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Boxer Buddy
I am a first time Boxer owner of Max a male fawn 9 months old. My question goes out to anyone who is a breeder and anyone who has exprienced Demodex Mange. At 6 months old my beloved Max was diagnosed with Demodex, I contacted the breeder to find out if the mom or dad had this problem. The breeder started to tell me that a few dogs in Max's litter had the Demodex also and that his dog had localized Demodex. My first question to the breeders out there is, are the breeders responsible for hereditary problems? If so, then am I out of line to ask for my money back? My last question is that if anyone has expirenced Demodex has your dog made a full recovery?

Anne M

Boxer Pal
When I got Rocky at 7 months, he had what the vet called 'stress-induced' mange on his face. I think that was the Demodex. His previous owner had it treated twice, but it came back. Rocky was kept in a crate too much and was bored to death! I treated it with the dip given me by the vet, gave him LOTS of exercise and love, and it has not come back. The vet did tell me not to breed him(which I didn't intend to anyway), as the tendency is hereditary.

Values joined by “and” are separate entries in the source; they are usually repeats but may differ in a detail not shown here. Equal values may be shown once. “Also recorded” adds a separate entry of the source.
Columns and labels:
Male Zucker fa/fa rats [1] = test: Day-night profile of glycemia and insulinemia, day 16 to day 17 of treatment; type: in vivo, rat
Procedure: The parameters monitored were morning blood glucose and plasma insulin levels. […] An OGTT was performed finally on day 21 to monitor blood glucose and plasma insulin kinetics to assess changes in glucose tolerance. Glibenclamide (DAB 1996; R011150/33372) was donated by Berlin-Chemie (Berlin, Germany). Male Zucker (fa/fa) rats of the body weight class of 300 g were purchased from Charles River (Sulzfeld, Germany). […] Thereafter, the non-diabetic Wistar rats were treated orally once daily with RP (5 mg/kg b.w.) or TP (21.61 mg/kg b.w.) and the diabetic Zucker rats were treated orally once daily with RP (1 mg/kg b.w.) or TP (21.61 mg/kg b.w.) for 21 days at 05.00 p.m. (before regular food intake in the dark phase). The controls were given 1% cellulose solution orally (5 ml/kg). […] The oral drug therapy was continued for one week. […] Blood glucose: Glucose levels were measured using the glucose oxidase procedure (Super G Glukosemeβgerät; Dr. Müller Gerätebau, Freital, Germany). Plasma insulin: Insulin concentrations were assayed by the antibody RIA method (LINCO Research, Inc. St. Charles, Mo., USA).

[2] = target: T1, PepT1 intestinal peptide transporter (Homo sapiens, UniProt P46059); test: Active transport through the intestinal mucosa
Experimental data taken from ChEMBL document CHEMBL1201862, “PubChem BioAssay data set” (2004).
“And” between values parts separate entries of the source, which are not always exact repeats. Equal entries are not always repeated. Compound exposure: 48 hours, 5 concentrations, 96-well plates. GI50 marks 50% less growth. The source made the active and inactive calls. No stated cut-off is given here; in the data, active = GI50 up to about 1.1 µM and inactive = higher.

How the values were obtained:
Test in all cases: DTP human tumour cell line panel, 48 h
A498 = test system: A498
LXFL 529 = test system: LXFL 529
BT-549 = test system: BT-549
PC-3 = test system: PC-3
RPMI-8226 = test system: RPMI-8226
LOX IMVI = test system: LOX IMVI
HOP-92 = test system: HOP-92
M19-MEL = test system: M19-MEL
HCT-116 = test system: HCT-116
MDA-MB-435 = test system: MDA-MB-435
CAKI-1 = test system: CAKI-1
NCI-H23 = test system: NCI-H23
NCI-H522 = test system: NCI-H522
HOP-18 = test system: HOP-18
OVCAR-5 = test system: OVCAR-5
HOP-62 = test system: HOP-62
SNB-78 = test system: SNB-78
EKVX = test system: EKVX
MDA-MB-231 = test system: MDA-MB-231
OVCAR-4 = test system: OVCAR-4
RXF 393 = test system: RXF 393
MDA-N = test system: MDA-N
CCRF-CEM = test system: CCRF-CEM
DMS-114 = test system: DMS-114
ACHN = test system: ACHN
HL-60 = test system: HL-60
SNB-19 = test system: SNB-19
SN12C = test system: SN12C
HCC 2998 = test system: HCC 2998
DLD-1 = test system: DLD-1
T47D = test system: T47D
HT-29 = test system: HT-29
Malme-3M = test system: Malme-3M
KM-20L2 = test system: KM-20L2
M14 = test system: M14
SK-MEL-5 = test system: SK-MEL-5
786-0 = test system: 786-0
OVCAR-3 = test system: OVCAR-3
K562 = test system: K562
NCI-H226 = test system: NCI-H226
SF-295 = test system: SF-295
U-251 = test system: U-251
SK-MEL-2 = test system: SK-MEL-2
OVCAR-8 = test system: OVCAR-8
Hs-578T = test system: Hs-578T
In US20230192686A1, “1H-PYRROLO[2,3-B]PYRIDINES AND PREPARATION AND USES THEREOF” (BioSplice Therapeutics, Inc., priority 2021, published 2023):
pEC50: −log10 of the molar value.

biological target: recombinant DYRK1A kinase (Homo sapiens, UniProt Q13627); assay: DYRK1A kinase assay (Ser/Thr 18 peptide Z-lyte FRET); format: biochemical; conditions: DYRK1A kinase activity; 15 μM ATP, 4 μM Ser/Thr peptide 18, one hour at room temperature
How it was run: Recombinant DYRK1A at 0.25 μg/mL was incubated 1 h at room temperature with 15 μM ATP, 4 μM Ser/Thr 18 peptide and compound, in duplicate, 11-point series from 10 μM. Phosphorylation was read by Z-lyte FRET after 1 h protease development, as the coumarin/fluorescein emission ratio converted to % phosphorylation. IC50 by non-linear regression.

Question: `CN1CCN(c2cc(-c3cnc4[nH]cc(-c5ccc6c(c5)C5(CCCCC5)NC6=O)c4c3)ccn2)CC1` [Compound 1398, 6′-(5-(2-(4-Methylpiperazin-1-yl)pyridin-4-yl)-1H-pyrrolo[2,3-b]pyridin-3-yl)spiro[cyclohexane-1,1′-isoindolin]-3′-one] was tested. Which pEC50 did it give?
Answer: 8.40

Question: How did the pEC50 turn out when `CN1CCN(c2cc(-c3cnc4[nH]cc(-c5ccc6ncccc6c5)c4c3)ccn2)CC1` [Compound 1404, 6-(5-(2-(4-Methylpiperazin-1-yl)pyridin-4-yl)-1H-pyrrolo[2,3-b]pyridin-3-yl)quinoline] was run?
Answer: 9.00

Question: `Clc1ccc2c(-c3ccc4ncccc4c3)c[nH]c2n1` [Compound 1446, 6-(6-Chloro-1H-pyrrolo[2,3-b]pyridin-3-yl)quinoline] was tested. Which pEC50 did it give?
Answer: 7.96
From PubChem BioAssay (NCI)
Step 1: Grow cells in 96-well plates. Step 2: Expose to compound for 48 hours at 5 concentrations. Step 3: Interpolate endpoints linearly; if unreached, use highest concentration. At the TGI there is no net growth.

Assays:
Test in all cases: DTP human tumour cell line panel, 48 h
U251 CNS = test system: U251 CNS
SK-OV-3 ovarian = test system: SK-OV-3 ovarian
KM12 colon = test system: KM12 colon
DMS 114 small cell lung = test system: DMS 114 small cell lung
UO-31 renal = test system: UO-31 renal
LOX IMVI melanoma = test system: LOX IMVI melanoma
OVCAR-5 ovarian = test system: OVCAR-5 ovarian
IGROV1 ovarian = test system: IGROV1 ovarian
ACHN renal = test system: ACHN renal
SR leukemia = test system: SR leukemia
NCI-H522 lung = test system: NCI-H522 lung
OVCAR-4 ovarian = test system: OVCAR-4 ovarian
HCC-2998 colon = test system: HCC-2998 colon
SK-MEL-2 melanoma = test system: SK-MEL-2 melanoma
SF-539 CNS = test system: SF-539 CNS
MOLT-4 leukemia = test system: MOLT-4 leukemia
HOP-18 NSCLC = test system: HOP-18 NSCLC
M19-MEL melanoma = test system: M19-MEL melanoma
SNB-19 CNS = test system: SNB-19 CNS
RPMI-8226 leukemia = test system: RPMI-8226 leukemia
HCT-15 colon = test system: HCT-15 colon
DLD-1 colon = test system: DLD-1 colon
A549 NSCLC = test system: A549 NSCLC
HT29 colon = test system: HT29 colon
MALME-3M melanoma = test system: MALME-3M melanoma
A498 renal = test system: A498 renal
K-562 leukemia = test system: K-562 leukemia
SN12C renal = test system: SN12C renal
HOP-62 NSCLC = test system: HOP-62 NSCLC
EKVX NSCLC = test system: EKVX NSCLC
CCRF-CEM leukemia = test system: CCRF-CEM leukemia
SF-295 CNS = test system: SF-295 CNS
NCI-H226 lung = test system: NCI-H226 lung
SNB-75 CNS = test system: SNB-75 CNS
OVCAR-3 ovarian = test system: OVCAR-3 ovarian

Anne M
Bradenton, FL

Rocky(Rockwell WiggleButt) light brindled male, born 8/99


Boxer Expert<br><img src="/forums/images/
Hello LMS and board

I will answer this from both aspescts, as a breeder and as someone who has experienced demo in dogs.

&gt;&gt;My first question to the breeders out &gt;&gt;there is, are the breeders responsible for &gt;&gt;hereditary problems?

Yes and no is the answer to this. When there are known genetic problems with available screening to aid in the elimination or at the very least minimising of a given genetic disorder/s then the breeder is indeed responsible to do everything in their power to avoid such problems.